Parametric tests were used for comparing both age group and level of education factors, although a few were not normally distributed as per normality tests that were conducted earlier and not indicated in this case, parametric techniques were used because of their robustness. A one way between groups analysis of variance was run to explore the impacts of both respondents’ age group and level of education on how they regarded factors of the study on questions related to performance management in ABC Post. For age group, subjects were classified into three groups (Group 1: 30 years or younger; Group 2: 31 to 40 years and group 3: older than 40 years) and for level of education, three subjects were also identified for measure (Group 1: below matric; Group 2: matric and group 3: tertiary level). The Levene’s homogeneity of variance tests were used to analyze the extent of equality on variance scores for both factors and the grouping measures; as indicated on table 4, the human resources factor resulted to inequality of variances by the significant value of .013 being lower than the recommended sig. value of .05 violating the assumption of equality on the age group leading to subsequent robust test of equality of means conducted to tests the differences. There was no significant difference found on the mean scores on the age group for the human resource factor at sig. value of .157.
Mostrar mais

6 Ler mais

The Influences of Strategic Information Systems on the Relationship between Innovation and Organizational Performance

The Influences of Strategic Information Systems on the Relationship between Innovation and Organizational Performance

Several studies have found that SIS supports the strategic planning process (NEWKIRK; LEDERER, 2006; SINGH; WATSON; WATSON, 2002; YOSHIKUNI; JERONIMO, 2013) and strategy content by facilitating strategic awareness through the dissemination of strategic objectives/goals to the entire local organization (CHEN, D.Q. et al., 2010; SEGARS, A.H.; GROVER; TENG, 1998); in the analysis of the company’s overall environment, by making it possible to map opportunities and threats in the external environment (DAMERON; LÊ; LEBARON, 2015; NEWKIRK; LEDERER, 2006; XUE, L.; RAY; SAMBAMURTHY, 2012); in the strategy design, by aligning internal—technological, human, and organiza- tional resources and opportunities and mitigating threats (ARVIDSSON; HOLMSTRÖM; LYYTINEN, 2014; LEIDNER; LO; PRESTON, 2011; SINGH; WATSON; WATSON, 2002); in the formulation, by selecting strategies to develop new business processes ena- bled by the IT/IS architecture (JOHNSON; LEDERER, 2013; LEIDNER; LO; PRESTON, 2011; MARABELLI; GALLIERS, 2017; MERALI; PAPADOPOULOS; NADKARNI, 2012; SHOLLO; GALLIERS, 2016); and in the implementation and monitoring of the bu- siness strategy, by supporting the change process, and the execution and control of action plans (KAPLAN; NORTON, 2008; ROUHANI et al., 2016; SHOLLO; GALLIERS, 2016; SINGH; WATSON; WATSON, 2002).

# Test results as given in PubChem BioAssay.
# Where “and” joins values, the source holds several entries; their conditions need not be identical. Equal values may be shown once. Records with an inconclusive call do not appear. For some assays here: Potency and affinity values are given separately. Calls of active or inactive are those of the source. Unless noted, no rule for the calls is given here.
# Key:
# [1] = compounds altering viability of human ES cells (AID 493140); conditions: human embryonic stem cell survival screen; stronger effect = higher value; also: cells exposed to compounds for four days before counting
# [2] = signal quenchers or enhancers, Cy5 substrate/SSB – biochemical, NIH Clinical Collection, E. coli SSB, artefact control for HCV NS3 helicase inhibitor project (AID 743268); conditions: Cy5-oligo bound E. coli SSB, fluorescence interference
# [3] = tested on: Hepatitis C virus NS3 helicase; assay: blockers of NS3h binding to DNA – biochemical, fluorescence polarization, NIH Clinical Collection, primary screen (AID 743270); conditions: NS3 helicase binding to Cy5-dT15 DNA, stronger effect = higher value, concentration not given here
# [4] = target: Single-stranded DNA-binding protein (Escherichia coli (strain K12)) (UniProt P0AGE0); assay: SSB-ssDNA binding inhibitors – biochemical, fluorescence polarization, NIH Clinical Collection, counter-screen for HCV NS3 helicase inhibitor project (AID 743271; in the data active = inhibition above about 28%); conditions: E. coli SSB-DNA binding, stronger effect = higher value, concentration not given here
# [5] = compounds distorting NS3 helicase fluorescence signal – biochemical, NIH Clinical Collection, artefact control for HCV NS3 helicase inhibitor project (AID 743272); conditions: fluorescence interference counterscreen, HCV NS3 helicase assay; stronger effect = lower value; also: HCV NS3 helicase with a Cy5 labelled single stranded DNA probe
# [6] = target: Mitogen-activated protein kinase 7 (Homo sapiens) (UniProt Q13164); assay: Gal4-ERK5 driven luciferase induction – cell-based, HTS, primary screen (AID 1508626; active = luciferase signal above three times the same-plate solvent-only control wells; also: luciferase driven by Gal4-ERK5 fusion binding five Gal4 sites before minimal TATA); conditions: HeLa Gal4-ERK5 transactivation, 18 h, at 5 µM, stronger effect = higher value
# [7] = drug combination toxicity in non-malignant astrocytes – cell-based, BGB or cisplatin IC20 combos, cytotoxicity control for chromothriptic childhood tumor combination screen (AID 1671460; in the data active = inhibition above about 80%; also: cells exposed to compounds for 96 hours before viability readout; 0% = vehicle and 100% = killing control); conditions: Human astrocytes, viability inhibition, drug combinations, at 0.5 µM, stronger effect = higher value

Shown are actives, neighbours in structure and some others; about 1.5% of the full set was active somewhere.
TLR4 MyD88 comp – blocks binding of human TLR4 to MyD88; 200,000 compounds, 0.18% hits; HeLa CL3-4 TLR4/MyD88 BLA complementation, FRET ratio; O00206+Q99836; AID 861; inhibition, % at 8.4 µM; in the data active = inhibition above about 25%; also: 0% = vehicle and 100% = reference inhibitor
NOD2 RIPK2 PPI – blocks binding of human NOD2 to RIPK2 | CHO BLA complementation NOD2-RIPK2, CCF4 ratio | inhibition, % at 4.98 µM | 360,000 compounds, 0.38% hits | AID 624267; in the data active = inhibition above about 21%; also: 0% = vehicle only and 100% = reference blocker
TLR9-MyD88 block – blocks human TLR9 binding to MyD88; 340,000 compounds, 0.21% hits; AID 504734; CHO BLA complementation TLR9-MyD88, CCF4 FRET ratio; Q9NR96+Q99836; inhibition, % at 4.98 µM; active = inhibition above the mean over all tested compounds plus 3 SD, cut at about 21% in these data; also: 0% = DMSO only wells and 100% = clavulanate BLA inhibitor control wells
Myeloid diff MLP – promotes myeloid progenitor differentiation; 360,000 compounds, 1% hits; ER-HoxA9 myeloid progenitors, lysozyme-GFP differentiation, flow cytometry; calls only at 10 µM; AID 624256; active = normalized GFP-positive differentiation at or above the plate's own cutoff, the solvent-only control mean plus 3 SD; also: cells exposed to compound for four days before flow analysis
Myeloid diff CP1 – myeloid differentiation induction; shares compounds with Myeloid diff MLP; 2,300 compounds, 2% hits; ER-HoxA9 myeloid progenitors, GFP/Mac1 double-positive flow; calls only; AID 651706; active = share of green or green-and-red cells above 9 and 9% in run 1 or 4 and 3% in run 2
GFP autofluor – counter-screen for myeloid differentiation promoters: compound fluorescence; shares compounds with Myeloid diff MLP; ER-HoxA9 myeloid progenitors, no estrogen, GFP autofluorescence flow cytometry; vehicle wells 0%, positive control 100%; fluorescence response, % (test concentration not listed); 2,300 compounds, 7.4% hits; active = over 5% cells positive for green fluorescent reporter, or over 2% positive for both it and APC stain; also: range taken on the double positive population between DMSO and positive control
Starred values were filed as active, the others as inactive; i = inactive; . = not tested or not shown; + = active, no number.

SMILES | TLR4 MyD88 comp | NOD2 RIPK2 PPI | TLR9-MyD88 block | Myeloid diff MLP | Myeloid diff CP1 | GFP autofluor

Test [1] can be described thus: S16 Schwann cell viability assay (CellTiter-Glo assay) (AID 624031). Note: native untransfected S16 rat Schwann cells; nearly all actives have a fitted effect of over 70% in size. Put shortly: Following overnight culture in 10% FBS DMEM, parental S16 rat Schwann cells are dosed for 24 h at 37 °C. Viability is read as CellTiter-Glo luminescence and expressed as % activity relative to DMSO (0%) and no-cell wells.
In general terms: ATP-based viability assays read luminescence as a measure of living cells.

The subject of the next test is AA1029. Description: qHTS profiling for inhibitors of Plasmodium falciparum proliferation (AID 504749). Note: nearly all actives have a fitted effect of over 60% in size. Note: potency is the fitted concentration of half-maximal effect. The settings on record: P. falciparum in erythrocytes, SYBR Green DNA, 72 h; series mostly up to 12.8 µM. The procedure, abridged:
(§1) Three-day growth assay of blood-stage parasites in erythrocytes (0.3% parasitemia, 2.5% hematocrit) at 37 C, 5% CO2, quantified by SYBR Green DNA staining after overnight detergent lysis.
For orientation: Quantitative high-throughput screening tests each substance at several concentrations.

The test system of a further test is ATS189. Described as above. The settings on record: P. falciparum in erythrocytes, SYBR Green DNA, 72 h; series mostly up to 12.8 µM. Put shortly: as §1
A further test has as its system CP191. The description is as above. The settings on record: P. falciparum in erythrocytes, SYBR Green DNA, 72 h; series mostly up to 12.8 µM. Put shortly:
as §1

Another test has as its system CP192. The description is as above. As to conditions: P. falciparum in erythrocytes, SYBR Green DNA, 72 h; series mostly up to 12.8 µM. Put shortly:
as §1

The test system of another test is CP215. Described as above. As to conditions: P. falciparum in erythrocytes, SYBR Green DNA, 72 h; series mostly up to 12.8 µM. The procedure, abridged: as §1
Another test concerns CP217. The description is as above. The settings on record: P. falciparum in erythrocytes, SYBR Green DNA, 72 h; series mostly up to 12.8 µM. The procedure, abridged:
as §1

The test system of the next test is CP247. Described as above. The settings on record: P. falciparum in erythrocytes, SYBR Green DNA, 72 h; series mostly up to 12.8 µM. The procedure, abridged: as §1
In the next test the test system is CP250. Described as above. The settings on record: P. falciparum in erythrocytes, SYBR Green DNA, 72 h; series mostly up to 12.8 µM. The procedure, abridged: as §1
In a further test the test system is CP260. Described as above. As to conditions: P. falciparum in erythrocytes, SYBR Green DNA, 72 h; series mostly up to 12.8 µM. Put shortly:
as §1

Mostrar mais

16 Ler mais

Impact of M&As on organizational performance: The moderating role of HRM centrality

Impact of M&As on organizational performance: The moderating role of HRM centrality

Interpretation of the results must take the limitations of our study into account. First, we used survey data with single respondents, providing no estimate of the magnitude of error due to rater sampling (Gerhart, Wright, & McMahan, 2000). Our results derive from questionnaires that were completed by the senior HRM manager, dated some years ago, in each company and did not include the employeesÕ perspectives. Some of the conclusions may be biased, particularly in what concerns our concept of HRM Centrality. Future research should incorporate a multilevel analysis, to reduce the im- pact of any bias from a specific category. We emphasize, however, some of the practical difficulties in doing so, con- sidering that, during processes of mergers and acquisitions, all human factor issues are politically sensitive and compa- nies may be reluctant to participate (Cunha, 1997).
Mostrar mais

10 Ler mais

A Correlation Study of Personal Entrepreneurial Competency and the Academic Performance in Operations Management of Business Administration Students

A Correlation Study of Personal Entrepreneurial Competency and the Academic Performance in Operations Management of Business Administration Students

An evaluation of the impact of entrepreneurial characteristics on the performance of small scale manufacturing industries in Nigeria by Adegbite, Ilori, Irefin, & Abereijo, & Aderemi, (2006) identified the entrepreneurial characteristics and the factors that influenced optimum business performance of 100 randomly selected small-scale manufacturing industries engaged in food and beverage; textile and wearing apparel; wood and wood products; chemical and pharmaceuticals; and fabricated metal products. The results showed that human resource factors and the sales revenue were found to be inadequate and severely inhibited the potential of the entrepreneurs for performance and growth. However, length of years in business and working experience were found to have positive contribution on their performance. While majority (7) of the 10 Personal Entrepreneurial Characteristics (PEC) of the respondents made negative contribution on the sales revenue, only demand for efficiency and product quality, information seeking; and systematic planning and monitoring had positive impact. The study concluded that the negative attributes exhibited by the respondents in most of the PECs were critical factors in the dismal performance of the small-scale manufacturing industries, which need to be developed in the entrepreneurs through training.